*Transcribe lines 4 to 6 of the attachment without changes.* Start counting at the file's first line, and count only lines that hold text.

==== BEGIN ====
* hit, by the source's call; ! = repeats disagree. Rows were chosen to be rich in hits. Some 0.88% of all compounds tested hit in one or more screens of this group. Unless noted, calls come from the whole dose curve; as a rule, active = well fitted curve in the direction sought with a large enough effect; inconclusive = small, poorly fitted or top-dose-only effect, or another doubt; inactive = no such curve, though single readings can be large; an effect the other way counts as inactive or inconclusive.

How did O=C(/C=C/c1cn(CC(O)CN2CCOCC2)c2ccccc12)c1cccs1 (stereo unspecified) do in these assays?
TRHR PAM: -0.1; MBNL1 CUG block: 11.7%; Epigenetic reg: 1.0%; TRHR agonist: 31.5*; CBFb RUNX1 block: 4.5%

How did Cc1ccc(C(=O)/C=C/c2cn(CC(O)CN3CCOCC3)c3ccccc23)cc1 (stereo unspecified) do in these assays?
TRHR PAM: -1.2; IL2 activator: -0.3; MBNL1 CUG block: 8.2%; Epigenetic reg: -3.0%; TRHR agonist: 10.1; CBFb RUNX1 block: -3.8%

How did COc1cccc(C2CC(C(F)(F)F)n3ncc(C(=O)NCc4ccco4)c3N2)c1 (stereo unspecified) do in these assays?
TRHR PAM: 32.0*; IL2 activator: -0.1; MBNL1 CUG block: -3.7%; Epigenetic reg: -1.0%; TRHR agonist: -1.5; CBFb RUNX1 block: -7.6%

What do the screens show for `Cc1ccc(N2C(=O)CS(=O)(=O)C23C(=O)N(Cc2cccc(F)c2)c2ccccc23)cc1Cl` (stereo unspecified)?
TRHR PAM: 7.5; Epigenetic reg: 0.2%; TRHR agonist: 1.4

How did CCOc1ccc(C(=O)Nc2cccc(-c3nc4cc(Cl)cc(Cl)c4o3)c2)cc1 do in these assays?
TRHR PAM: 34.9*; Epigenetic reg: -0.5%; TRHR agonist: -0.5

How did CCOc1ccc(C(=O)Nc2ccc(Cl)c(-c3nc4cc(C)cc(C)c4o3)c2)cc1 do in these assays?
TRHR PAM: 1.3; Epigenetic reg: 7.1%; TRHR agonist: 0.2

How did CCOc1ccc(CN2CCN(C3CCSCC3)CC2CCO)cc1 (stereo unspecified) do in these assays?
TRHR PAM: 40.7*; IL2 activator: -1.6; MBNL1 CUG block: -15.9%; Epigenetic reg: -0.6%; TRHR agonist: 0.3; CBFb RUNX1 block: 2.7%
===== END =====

How did Cc1ccc(C(=O)/C=C/c2cn(CC(O)CN3CCOCC3)c3ccccc23)cc1 (stereo unspecified) do in these assays?
TRHR PAM: -1.2; IL2 activator: -0.3; MBNL1 CUG block: 8.2%; Epigenetic reg: -3.0%; TRHR agonist: 10.1; CBFb RUNX1 block: -3.8%

How did COc1cccc(C2CC(C(F)(F)F)n3ncc(C(=O)NCc4ccco4)c3N2)c1 (stereo unspecified) do in these assays?